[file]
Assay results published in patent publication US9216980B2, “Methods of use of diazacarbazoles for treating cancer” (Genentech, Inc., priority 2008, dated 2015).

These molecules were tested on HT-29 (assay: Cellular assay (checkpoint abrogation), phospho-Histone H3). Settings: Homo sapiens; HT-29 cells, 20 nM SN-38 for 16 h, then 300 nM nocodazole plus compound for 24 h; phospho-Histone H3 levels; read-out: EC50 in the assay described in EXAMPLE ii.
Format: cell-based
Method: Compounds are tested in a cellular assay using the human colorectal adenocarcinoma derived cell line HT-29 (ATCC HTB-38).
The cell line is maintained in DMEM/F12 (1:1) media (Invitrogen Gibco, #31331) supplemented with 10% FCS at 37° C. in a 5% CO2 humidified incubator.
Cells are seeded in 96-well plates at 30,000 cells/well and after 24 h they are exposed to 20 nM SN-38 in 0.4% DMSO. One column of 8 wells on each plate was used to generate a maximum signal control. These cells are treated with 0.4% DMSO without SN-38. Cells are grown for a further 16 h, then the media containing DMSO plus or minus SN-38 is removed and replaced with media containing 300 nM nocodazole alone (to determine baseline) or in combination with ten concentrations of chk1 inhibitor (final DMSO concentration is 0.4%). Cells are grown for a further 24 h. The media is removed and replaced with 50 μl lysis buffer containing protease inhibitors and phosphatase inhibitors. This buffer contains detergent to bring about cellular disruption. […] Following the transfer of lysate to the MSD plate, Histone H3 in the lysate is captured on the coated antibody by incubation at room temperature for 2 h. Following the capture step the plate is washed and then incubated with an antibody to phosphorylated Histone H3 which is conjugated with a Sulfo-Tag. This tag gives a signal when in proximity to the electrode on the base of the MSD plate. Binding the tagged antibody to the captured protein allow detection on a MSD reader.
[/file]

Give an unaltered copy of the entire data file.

Assay results published in patent publication US9216980B2, “Methods of use of diazacarbazoles for treating cancer” (Genentech, Inc., priority 2008, dated 2015).

These molecules were tested on HT-29 (assay: Cellular assay (checkpoint abrogation), phospho-Histone H3). Settings: Homo sapiens; HT-29 cells, 20 nM SN-38 for 16 h, then 300 nM nocodazole plus compound for 24 h; phospho-Histone H3 levels; read-out: EC50 in the assay described in EXAMPLE ii.
Format: cell-based
Method: Compounds are tested in a cellular assay using the human colorectal adenocarcinoma derived cell line HT-29 (ATCC HTB-38).
The cell line is maintained in DMEM/F12 (1:1) media (Invitrogen Gibco, #31331) supplemented with 10% FCS at 37° C. in a 5% CO2 humidified incubator.
Cells are seeded in 96-well plates at 30,000 cells/well and after 24 h they are exposed to 20 nM SN-38 in 0.4% DMSO. One column of 8 wells on each plate was used to generate a maximum signal control. These cells are treated with 0.4% DMSO without SN-38. Cells are grown for a further 16 h, then the media containing DMSO plus or minus SN-38 is removed and replaced with media containing 300 nM nocodazole alone (to determine baseline) or in combination with ten concentrations of chk1 inhibitor (final DMSO concentration is 0.4%). Cells are grown for a further 24 h. The media is removed and replaced with 50 μl lysis buffer containing protease inhibitors and phosphatase inhibitors. This buffer contains detergent to bring about cellular disruption. […] Following the transfer of lysate to the MSD plate, Histone H3 in the lysate is captured on the coated antibody by incubation at room temperature for 2 h. Following the capture step the plate is washed and then incubated with an antibody to phosphorylated Histone H3 which is conjugated with a Sulfo-Tag. This tag gives a signal when in proximity to the electrode on the base of the MSD plate. Binding the tagged antibody to the captured protein allow detection on a MSD reader.